The Dymaean Wall (or Kalogria Fortress) served to protect an ancient acropolis in western Achaia, in the northwestern Peloponnese, near Patras, Greece. The great fortification wall was built at the peak of the Mycenaean era about 1,300 BC on a site with traces of human activity dating back to about 3,500 BC, in the late Neolithic. In Hellenistic and Roman times, the site was part of the territory of the city of Dyme, from which it takes its current name.
Part of an antiquities recovery project overseen by the Greek Ministry of Culture, the site has recently been the subject of a lighting project by LUUN design studio aimed at enhancing this monument. LUUN chose FOCUS+ 3 architectural floodlights with asymmetrical diffusing optics to obtain a wall-washing effect on the vertical surface, adding emphasis to the imposing wall. 3.000 K colour temperature was selected to best render the chromaticity of the stone structure.
The Cyclopean remains are now visible from kilometres away, also at night. They stand on a hill about 40-50 meters high that emerges strategically from the surrounding landscape. In fact, from this promontory both the Gulf of Patras to the north and the sea towards the Ionian islands to the west can be surveilled.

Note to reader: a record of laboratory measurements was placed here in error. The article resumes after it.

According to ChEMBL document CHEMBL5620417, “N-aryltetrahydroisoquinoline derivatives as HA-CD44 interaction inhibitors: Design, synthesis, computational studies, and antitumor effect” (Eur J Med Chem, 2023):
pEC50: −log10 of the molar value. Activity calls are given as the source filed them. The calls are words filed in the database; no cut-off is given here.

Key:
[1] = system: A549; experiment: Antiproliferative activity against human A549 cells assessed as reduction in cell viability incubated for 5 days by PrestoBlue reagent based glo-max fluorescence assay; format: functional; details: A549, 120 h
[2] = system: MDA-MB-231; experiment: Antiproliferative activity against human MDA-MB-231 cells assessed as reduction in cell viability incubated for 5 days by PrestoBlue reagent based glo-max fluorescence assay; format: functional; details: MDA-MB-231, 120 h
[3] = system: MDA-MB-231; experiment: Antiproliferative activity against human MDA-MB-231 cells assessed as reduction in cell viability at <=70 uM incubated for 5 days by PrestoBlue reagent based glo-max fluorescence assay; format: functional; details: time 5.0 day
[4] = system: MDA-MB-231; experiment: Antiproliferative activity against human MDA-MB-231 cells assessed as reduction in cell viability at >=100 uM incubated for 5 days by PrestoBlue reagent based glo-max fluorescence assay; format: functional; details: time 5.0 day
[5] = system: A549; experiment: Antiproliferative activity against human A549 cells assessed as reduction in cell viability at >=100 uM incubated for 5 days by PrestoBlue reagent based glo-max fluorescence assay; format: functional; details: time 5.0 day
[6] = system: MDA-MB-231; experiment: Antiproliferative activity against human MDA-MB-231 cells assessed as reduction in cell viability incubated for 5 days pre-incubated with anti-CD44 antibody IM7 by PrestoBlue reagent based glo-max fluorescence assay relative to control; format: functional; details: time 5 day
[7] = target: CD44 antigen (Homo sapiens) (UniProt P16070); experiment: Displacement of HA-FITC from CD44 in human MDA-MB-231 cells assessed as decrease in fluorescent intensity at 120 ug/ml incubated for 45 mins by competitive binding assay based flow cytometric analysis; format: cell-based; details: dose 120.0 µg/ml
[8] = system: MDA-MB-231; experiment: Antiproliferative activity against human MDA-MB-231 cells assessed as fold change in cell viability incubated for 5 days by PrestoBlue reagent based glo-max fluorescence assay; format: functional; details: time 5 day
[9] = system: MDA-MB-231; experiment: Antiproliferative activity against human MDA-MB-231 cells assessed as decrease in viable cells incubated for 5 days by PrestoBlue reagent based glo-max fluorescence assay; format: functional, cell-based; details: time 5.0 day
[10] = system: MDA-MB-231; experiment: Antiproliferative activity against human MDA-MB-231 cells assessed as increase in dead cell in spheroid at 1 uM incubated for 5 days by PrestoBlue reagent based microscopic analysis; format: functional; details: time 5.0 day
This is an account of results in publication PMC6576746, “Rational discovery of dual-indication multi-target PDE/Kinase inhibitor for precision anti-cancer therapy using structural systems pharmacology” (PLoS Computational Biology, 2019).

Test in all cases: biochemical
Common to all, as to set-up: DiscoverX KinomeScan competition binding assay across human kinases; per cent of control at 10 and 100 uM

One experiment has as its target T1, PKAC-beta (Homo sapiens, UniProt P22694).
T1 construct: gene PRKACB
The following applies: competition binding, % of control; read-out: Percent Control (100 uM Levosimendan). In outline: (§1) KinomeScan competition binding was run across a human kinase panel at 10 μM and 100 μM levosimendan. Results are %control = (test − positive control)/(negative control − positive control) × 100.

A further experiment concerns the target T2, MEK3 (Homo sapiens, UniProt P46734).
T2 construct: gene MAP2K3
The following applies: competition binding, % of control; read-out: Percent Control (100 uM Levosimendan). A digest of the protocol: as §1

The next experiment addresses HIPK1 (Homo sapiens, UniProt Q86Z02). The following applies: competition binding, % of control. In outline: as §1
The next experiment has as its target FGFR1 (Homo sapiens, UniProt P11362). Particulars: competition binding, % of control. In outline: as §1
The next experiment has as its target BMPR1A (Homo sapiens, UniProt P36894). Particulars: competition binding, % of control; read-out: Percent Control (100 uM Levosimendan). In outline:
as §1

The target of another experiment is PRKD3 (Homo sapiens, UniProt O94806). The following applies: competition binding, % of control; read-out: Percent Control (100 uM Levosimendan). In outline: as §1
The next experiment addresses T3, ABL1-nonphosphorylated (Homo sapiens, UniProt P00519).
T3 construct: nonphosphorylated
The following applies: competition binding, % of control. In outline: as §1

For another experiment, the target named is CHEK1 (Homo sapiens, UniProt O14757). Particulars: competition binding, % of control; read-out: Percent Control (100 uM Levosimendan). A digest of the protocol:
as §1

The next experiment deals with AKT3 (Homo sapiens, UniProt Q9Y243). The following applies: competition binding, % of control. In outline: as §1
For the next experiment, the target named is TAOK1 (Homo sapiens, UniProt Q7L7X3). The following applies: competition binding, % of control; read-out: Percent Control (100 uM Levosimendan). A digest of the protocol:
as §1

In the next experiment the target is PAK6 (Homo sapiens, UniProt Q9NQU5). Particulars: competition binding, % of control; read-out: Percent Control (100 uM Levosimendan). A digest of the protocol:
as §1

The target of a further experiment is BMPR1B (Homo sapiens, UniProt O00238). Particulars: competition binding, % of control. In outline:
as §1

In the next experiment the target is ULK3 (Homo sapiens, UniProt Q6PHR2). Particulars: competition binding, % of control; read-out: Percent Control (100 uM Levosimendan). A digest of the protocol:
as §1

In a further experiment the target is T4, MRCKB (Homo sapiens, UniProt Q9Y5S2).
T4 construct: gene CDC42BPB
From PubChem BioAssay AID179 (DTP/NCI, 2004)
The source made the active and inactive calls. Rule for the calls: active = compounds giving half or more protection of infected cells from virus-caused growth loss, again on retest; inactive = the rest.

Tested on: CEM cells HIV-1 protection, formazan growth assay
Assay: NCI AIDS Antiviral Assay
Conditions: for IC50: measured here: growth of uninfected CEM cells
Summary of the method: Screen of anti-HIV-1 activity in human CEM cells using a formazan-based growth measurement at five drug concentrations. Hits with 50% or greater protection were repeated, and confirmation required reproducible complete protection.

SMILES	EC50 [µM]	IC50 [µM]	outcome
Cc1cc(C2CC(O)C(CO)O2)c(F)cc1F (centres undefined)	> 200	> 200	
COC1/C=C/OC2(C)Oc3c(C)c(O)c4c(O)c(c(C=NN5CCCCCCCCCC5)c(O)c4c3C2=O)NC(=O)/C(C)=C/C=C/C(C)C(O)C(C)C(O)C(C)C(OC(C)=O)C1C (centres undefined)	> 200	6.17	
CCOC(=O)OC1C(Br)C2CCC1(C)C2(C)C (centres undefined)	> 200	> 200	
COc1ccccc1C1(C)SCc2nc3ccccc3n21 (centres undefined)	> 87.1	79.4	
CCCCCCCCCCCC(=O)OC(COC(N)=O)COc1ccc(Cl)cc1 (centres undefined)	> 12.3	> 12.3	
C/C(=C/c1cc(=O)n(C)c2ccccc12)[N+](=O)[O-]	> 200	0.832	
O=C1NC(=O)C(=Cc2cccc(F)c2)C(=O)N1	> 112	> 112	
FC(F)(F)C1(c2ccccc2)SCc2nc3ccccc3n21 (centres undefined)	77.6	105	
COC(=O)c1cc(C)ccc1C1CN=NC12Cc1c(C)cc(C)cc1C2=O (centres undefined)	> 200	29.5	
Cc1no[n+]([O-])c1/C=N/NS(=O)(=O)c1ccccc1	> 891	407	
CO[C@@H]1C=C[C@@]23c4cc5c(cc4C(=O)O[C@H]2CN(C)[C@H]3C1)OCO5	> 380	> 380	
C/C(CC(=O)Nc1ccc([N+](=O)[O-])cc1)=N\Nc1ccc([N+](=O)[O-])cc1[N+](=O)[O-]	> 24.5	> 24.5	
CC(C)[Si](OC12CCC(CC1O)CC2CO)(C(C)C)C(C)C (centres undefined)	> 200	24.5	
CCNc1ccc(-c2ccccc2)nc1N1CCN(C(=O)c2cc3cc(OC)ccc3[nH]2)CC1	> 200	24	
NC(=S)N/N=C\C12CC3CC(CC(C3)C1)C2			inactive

Although not completely intact, the wall still constitutes a monumental testimony to the Mycenaean civilization. It extends for a length of about 295 meters is 4.50 to 5.50 meters wide. Originally it consisted of large polygonal blocks of stone, some weighing over 3.5 tons, which are still preserved to a height of 8.40 meters in some areas. Over the centuries it has been repaired several times, with visible traces of the various settlements that followed one another through history.